Introduction

Morbidity and mortality attributable to diarrheal disease in infants and young children can be reduced by a variety of preventive measures and by improved clinical management of those episodes that occur. Previous reports of the Committee on International Nutrition Programs have focused on improved case management, including oral rehydration therapy (NRC, 1981) and appropriate nutritional therapy (NRC, 1985). This report considers the dietary and nutritional factors that may affect the risk of contracting diarrheal disease. Recent evidence indicates that the incidence of diarrheal disease can be diminished by decreasing exposure to enteropathogens that frequently are present in foods, and that the severity (purging rate and duration) and frequency of illness can be diminished by improving the host's nutritional status. This evidence is reviewed and the programmatic implications of these findings are discussed.

Dietary practices are in a state of flux throughout the world. Traditional dietary patterns are being modified by the introduction of an increasing number of commercially produced foods. The development and reorganization of transportation and marketing infrastructures are altering food systems dramatically in all but the most remote rural areas. Women's roles in the work force continue to expand beyond the household. The responses of households to these large-scale social and economic changes typically differ and result in a wide variation of food preparation and eating practices within communities.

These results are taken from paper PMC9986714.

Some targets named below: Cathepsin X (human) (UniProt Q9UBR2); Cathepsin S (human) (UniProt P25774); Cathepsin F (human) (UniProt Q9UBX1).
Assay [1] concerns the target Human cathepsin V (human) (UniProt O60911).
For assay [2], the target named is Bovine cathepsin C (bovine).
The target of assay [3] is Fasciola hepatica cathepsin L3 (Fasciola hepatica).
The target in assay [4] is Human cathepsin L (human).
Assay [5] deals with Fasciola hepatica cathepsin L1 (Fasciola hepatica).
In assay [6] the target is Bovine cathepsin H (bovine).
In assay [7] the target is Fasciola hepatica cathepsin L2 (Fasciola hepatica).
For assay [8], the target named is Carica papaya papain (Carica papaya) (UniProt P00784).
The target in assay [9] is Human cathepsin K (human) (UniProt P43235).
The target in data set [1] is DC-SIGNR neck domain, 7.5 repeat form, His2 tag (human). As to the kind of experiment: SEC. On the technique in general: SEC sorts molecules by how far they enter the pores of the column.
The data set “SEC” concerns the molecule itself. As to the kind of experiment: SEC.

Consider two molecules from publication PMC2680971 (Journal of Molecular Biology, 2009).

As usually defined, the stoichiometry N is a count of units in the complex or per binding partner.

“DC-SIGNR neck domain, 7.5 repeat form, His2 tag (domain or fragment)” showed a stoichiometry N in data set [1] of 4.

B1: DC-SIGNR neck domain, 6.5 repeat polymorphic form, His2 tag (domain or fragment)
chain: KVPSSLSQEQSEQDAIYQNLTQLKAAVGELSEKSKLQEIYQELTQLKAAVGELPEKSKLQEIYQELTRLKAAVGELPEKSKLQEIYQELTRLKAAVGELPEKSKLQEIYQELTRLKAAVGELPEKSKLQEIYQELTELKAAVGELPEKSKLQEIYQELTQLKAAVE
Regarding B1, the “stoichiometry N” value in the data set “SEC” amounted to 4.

Decreased exposure to food-borne enteropathogens is possible through exclusive breastfeeding; improvements in the hygienic preparation, storage, and serving of foods; and possibly, by the use of specific food additives and the application of appropriate food processing and/or packaging techniques.



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Nutrition Issues in Developing Countries: Part I: Diarrheal Diseases - Part II: Diet and Activity During Pregnancy and Lactation Introduction Morbidity and mortality attributable to diarrheal disease in infants and young children can be reduced by a variety of preventive measures and by improved clinical management of those episodes that occur. Previous reports of the Committee on International Nutrition Programs have focused on improved case management, including oral rehydration therapy (NRC, 1981) and appropriate nutritional therapy (NRC, 1985). This report considers the dietary and nutritional factors that may affect the risk of contracting diarrheal disease. Recent evidence indicates that the incidence of diarrheal disease can be diminished by decreasing exposure to enteropathogens that frequently are present in foods, and that the severity (purging rate and duration) and frequency of illness can be diminished by improving the host's nutritional status. This evidence is reviewed and the programmatic implications of these findings are discussed. Dietary practices are in a state of flux throughout the world. Traditional dietary patterns are being modified by the introduction of an increasing number of commercially produced foods. The development and reorganization of transportation and marketing infrastructures are altering food systems dramatically in all but the most remote rural areas. Women's roles in the work force continue to expand beyond the household. The responses of households to these large-scale social and economic changes typically differ and result in a wide variation of food preparation and eating practices within communities. Decreased exposure to food-borne enteropathogens is possible through exclusive breastfeeding; improvements in the hygienic preparation, storage, and serving of foods; and possibly, by the use of specific food additives and the application of appropriate food processing and/or packaging techniques.